(Optional) Filters the API's response based on our requested location, sector, or other data filtersem>

Most of our data series have one or more query facets. If we query a series that has these facets without stipulating one or more of them, the API will respond with all matching data. The result can be a very large return. Facets enable us to filter the data of concern to us, shrinking the size of the returns to a more manageable size.

For example, our retail sales of electricity has the location and sector facets. If we query the route (without specifying /data), the API will tell us the facets that are relevant to that route.

https://api.eia.gov/v2/electricity/retail-sales/?api_key=xxxxxx


 

facets: [
  {  
    id: "stateid",
    description: "State / Census Region"
  },
  {
    id: "sectorid", description: "Sector"
    description: "sector"
  }
]

Let's go back to our data query above and its very large return. To focus on residential sales, we'll add the sectorid facet, and set it equal to RES (RES is the sectorid for residential, as we learned from our metadata queries earlier).

https://api.eia.gov/v2/electricity/retail-sales/data?api_key=xxxxxx&data[]=price&facets[sectorid][]=RES

Now, we receive data that's only for the residential sector.

We may stipulate more than one facet in a call. Do so by invoking multiple facet parameters. To whittle down our query, let's specify electricity prices in Colorado and those for the residential sector.

To do so, we'll add the facet[stateid] and set it to CO. Remember to ask for a column return, in this case, price:

https://api.eia.gov/v2/electricity/retail-sales/data?api_key=xxxxxx&data[]=price&facets[sectorid][]=RES&facets[stateid][]=CO

And then the API returns only price data for the residential sector in Colorado:

response: { 
  total: 20,
  dateFormat: "YYYY", 
  frequency: "yearly",
  data: [
    {
      period: 2001,
      stateid: "CO",
      stateDescription: "Colorado",
      sectorid: "RES",
      sectorName: "residential",
      price: 7.47,
      price-units: "cents per kilowatthour"
    },
    {
      period: 2002,
      stateid: "CO",
      stateDescription: "Colorado",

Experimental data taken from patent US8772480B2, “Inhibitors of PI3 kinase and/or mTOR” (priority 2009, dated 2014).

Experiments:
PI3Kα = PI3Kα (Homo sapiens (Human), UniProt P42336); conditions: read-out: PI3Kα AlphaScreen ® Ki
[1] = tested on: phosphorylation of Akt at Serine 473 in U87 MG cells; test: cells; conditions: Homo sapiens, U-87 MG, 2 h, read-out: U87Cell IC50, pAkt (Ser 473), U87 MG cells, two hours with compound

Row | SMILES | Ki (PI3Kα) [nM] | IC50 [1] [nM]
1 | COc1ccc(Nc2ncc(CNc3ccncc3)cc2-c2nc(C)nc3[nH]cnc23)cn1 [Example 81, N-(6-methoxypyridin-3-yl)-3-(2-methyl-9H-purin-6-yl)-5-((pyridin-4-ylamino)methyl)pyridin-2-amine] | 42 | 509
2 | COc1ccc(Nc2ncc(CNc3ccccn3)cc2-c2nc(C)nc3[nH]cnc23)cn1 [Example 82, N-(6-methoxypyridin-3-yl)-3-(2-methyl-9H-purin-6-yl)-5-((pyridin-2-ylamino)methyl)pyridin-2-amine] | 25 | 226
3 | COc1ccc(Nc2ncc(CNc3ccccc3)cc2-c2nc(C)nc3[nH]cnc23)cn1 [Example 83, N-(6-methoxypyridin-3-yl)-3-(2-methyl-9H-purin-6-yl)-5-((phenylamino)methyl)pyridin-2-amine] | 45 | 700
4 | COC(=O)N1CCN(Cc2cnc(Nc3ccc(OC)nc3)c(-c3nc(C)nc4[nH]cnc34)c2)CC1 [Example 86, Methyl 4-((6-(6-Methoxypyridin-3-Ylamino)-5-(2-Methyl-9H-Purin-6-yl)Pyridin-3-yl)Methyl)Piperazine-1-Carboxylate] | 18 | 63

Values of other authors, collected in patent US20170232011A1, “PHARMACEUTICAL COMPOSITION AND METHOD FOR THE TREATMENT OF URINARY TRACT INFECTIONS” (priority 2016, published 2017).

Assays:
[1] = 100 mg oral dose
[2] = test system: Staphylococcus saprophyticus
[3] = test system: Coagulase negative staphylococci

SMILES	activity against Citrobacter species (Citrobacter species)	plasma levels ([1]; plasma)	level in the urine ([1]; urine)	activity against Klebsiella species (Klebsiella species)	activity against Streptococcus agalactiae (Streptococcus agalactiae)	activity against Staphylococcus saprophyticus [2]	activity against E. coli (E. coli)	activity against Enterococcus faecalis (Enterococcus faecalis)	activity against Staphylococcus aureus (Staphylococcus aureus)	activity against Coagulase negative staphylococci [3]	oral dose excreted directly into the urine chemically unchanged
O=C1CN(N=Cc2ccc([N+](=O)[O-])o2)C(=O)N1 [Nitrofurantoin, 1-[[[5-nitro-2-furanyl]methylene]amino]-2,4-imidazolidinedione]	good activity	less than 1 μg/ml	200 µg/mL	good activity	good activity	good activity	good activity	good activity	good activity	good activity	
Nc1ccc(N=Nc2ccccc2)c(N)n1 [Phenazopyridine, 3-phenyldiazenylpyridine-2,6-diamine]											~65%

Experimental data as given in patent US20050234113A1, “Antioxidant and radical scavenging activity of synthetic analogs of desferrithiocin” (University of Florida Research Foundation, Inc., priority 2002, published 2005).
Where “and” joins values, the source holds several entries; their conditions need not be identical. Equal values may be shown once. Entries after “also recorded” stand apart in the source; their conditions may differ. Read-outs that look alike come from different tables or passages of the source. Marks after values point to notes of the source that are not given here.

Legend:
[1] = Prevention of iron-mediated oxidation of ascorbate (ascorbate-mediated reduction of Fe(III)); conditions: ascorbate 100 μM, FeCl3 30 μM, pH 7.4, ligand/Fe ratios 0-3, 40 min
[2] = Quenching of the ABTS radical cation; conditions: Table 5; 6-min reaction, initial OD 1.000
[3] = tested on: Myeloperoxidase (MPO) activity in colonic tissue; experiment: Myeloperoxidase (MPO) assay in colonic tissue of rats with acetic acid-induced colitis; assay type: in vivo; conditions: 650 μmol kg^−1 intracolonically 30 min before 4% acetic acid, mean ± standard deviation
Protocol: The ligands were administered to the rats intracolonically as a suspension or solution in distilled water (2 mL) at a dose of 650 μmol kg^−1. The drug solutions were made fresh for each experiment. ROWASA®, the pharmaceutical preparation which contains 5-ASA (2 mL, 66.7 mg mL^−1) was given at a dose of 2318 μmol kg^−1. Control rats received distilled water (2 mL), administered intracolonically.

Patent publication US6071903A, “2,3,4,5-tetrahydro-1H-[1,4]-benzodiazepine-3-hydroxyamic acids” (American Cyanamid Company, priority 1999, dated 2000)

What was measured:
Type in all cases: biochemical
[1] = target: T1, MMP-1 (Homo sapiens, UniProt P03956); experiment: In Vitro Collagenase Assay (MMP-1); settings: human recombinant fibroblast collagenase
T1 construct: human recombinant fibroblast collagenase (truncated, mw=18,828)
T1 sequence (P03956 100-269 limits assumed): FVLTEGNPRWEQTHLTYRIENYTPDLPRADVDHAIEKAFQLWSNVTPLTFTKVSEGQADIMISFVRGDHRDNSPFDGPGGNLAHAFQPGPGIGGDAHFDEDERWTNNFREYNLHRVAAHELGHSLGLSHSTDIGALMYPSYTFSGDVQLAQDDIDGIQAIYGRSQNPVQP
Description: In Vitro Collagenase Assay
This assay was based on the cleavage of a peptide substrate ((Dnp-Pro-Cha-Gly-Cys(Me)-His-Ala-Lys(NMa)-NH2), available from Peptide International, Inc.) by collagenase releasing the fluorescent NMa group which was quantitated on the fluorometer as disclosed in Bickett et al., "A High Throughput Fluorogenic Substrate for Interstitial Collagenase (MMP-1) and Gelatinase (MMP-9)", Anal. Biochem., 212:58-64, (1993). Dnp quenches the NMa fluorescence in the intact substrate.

sectorid: "RES",
      sectorName: "residential",
      price: 7.37,
      price-units: "cents per kilowatthour"
    },
    
  ]
}

Frequency

(Optional) Stipulates the periodicity of the data, if multiple options exist

Many of our data series are assembled in different periodicities - how often an event occurs or is measured. For example, we may have data grouped annually, quarterly, monthly, or even daily. The frequency query parameter stipulates the periodicity we want. Here, we'll ask for residential prices, tabulated monthly.

https://api.eia.gov/v2/electricity/retail-sales/data?api_key=xxxxxx&data[]=price&facets[sectorid][]=RES&facets[stateid][]=CO&frequency=monthly

Note that the period parameters have changed, indicating that we are now viewing monthly data:

response: {
  total: 251,
  dateFormat: "YYYY-MM",
  frequency: "monthly",
  data: [
    {
      period: "2001-01",
      stateid: "CO",
      stateDescription: "Colorado",
      sectorid: "RES",
      sectorName: "residential",
      price: 6.71,
      price-units: "cents per kilowatthour"
  },
  

If we omit this parameter, the API will respond with the default periodicity for that series. We can confirm what periodicity we're looking at by looking at the frequency metadata entry.

Date range

(Optional) Stipulate a start and end date restriction for the data

We can stipulate that the API only return data that lies within a specific date range. To do so, we add these optional parameters to our query, where yyyy is the year, mm is the month, and dd is the day.

Using our ongoing example, let's stipulate we only want to see February and March 2008 residential retail-sales of electricity in Colorado. The start parameter instructs the API only to return data after a specific point, and the end parameter stipulates the latest date. Using both of them in the same call, we can request data constrained to a specific time span:

Start date

https://api.eia.gov/v2/electricity/retail-sales/data?api_key=xxxxxx&data[]=price&facets[sectorid][]=RES&facets[stateid][]=CO&frequency=monthly&start=2008-01-31

End date

https://api.eia.gov/v2/electricity/retail-sales/data?api_key=xxxxxx&data[]=price&facets[sectorid][]=RES&facets[stateid][]=CO&frequency=monthly&end=2008-03-01

Start and end date together

https://api.eia.gov/v2/electricity/retail-sales/data?api_key=xxxxxx&data[]=price&facets[sectorid][]=RES&facets[stateid][]=CO&frequency=monthly&sta rt=2008-01-31&end=2008-03-01

We receive two rows in return, the data points for February 2008, and March 2008.

In the last example, we specified a start date on January 31. Remember, the first part of this return stipulated that the series was monthly and the format of dates was YYYY-MM: